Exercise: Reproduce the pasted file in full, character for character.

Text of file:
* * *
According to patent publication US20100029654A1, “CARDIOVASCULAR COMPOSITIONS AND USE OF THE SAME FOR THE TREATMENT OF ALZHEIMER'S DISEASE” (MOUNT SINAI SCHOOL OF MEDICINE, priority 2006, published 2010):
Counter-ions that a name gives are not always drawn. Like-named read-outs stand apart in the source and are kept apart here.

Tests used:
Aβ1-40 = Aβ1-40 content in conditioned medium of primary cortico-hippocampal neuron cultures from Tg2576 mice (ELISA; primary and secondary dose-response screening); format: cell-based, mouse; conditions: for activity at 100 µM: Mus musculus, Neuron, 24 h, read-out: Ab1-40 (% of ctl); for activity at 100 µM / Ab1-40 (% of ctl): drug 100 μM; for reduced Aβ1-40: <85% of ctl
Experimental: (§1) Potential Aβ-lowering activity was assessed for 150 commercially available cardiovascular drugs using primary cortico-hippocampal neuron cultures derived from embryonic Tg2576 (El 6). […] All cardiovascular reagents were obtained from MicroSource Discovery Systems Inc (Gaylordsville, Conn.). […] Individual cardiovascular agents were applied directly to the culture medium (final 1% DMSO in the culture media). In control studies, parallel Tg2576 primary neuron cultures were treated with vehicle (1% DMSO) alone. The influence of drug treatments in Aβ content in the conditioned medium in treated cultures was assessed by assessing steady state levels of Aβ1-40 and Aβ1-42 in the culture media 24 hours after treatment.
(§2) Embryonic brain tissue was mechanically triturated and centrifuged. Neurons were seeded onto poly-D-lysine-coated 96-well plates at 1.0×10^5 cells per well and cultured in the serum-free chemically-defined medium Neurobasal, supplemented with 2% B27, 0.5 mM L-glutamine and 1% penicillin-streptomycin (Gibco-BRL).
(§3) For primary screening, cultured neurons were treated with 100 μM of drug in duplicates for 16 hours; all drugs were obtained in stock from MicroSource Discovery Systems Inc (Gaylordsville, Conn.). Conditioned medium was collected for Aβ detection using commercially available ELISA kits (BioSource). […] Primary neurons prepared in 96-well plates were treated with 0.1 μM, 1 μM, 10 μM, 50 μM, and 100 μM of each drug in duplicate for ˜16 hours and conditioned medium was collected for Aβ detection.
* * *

According to patent publication US20100029654A1, “CARDIOVASCULAR COMPOSITIONS AND USE OF THE SAME FOR THE TREATMENT OF ALZHEIMER'S DISEASE” (MOUNT SINAI SCHOOL OF MEDICINE, priority 2006, published 2010):
Counter-ions that a name gives are not always drawn. Like-named read-outs stand apart in the source and are kept apart here.

Tests used:
Aβ1-40 = Aβ1-40 content in conditioned medium of primary cortico-hippocampal neuron cultures from Tg2576 mice (ELISA; primary and secondary dose-response screening); format: cell-based, mouse; conditions: for activity at 100 µM: Mus musculus, Neuron, 24 h, read-out: Ab1-40 (% of ctl); for activity at 100 µM / Ab1-40 (% of ctl): drug 100 μM; for reduced Aβ1-40: <85% of ctl
Experimental: (§1) Potential Aβ-lowering activity was assessed for 150 commercially available cardiovascular drugs using primary cortico-hippocampal neuron cultures derived from embryonic Tg2576 (El 6). […] All cardiovascular reagents were obtained from MicroSource Discovery Systems Inc (Gaylordsville, Conn.). […] Individual cardiovascular agents were applied directly to the culture medium (final 1% DMSO in the culture media). In control studies, parallel Tg2576 primary neuron cultures were treated with vehicle (1% DMSO) alone. The influence of drug treatments in Aβ content in the conditioned medium in treated cultures was assessed by assessing steady state levels of Aβ1-40 and Aβ1-42 in the culture media 24 hours after treatment.
(§2) Embryonic brain tissue was mechanically triturated and centrifuged. Neurons were seeded onto poly-D-lysine-coated 96-well plates at 1.0×10^5 cells per well and cultured in the serum-free chemically-defined medium Neurobasal, supplemented with 2% B27, 0.5 mM L-glutamine and 1% penicillin-streptomycin (Gibco-BRL).
(§3) For primary screening, cultured neurons were treated with 100 μM of drug in duplicates for 16 hours; all drugs were obtained in stock from MicroSource Discovery Systems Inc (Gaylordsville, Conn.). Conditioned medium was collected for Aβ detection using commercially available ELISA kits (BioSource). […] Primary neurons prepared in 96-well plates were treated with 0.1 μM, 1 μM, 10 μM, 50 μM, and 100 μM of each drug in duplicate for ˜16 hours and conditioned medium was collected for Aβ detection.